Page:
Floods

Impact on the European transport system

Introduction

Intense rainfall can cause direct significant and long lasting impacts on transport operations, due to flooding, while indirectly impacting transport safety and bringing damage to transport infrastructure. Submerged roads and railway tracks become unusable, towns become inaccessible, movement of people and goods becomes disrupted, and floods could even lead to human casualties.

High water in the Elve River. Pixabay

Knowledge about projected future changes in extreme rainfall events, and the projected changes in factors contributing to the occurrence of floods is needed. Such knowledge, combined with the sector's understanding of its vulnerability to these events, will allow transport organizations to develop strategies to minimize the potential risks brought about by changes in the characteristics of flood events in the future.

Impacts on the European transport system

  • Railways

    Heavy rain can lead to delays and line closures, due to flooding of the track or lineside equipment, or to flood-related debris on tracks; track damage (e.g. ballast washout); embankment scour and washout; bridge scour; flooding of depots; landslips; embankment landslides; overwhelmed railway drainage in cuttings.

    Damage to a Railway track. Wikimedia Commons.
  • Roads

    Roads can suffer structural damage from water and debris, such as road edges erosion, subsidence and heave; embankments and culverts damage; landslips.

    Flooding in Cockermouth, UK. University of Salford Press.
  • Inland waterways

    Operations can be disrupted due to river flooding and debris accumulation. In anomalously strong currents, it can become difficult or impossible to manoeuvre large vessels safely. Additionally, debris accumulation can reduce the under-keel clearance of the vessels.

    Danube flooding. Imaresz.
  • Ports and airports

    Flooding at ports and airports limits their operability. Floods may also have indirect impacts: even if ports and airports can operate, access by road and/or rail can be limited by flooding external to the airport or port.

    Passengers stranded in Gatwick airport during the floods of December 25th 2003. Chris Healey.

Example: 2002 European floods

During the period 11th-14th August 2002, exceptionally heavy rain affected central Europe, which caused local flash floods. The rainfall was especially extreme in South Western Germany, Western and North Eastern of the Czech Republic. Several days later, the large rivers fed from these areas, including the Elbe, Vltava and Danube, flooded many cities and towns, including Prague and Dresden, with water levels reaching record heights.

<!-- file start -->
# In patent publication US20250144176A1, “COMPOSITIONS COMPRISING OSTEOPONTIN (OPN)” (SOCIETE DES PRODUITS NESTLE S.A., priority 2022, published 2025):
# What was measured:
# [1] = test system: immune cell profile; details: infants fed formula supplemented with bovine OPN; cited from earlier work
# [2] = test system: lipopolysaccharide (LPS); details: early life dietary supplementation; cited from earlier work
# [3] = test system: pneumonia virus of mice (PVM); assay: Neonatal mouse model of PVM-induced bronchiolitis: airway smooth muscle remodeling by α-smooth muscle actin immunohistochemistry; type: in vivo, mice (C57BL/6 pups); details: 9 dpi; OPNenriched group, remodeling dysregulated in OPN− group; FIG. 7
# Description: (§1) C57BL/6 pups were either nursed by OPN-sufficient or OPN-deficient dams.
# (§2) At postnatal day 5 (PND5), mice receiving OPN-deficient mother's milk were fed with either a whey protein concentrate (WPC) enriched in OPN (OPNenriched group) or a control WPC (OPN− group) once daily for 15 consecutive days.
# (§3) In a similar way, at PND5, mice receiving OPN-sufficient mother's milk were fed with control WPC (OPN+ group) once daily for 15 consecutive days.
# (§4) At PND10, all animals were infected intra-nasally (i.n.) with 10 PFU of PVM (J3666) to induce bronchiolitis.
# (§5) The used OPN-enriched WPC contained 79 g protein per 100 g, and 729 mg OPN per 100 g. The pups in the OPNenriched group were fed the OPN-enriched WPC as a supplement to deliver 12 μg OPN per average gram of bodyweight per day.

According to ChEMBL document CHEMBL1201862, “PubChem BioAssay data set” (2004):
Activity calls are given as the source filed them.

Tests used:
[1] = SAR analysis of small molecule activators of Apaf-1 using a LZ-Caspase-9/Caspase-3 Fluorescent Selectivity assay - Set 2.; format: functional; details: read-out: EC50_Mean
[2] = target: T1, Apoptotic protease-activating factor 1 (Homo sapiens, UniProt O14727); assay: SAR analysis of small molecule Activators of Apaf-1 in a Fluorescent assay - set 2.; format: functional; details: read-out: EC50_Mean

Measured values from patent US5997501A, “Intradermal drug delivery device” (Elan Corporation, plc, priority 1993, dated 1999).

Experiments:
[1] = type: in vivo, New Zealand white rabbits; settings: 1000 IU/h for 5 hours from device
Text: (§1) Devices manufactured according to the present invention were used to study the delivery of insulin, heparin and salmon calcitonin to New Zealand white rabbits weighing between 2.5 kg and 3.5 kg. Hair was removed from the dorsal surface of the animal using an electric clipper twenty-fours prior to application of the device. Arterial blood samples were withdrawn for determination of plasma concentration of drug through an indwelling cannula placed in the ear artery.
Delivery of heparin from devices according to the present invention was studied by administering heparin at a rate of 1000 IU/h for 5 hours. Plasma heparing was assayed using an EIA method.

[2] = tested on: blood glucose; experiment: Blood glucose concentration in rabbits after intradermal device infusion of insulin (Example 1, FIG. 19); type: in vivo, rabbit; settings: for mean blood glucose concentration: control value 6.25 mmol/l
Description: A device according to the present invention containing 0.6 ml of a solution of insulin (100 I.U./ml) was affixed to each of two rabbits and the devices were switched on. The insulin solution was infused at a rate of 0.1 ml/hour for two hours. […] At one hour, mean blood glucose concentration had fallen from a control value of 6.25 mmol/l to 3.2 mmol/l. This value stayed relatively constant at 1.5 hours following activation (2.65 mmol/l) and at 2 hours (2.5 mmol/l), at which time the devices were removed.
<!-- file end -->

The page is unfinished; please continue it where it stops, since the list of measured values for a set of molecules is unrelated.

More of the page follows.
Prague Floods 2002 (Hochwasser in Prag, Tschechische republik) - Karlín, Troja. placesofinterest.

Prague's historic centre was seriously damaged and the flow of the River Vltava reached 5300 m3/s, 20% more than the flood of 1845. About 40000 people were evacuated from their homes. The subway also suffered serious damage.

In Bratislava, Budapest and Vienna, the River Danube reached its highest level in decades. However, these cities did not suffer such major damage.

Future projections

  • According to the current generation of climate models, precipitation is projected to increase throughout this century in Northern Europe, and decrease in Southern Europe.
  • The projected increase in heavy precipitation is related to the fact that warmer air can hold more water vapour, which in turn means there is more water available in the atmosphere to fall as rain.
  • A marked increase in heavy precipitation events is also projected, which could lead to an increase in river flood risk, and without adaptive measures will bring greater flood damages (Kovats et al. 2014).

Contribution from PRIMAVERA

  • The PRIMAVERA project is developing a new generation of advanced high-resolution global climate models, capable of simulating regional climate with greater fidelity.
  • The increased temporal (sub-daily) and spatial resolution (typically around 25km) of the PRIMAVERA models will allow a better representation of physical processes leading to heavy convective precipitation, and of features related to flooding, such as storms, storm tracks, and blocking structures which often deflect the storms on their paths.
  • Although convective storms are not explicitly resolved by the PRIMAVERA models, the increased temporal resolution will also allow some aspects of intense precipitation to be explored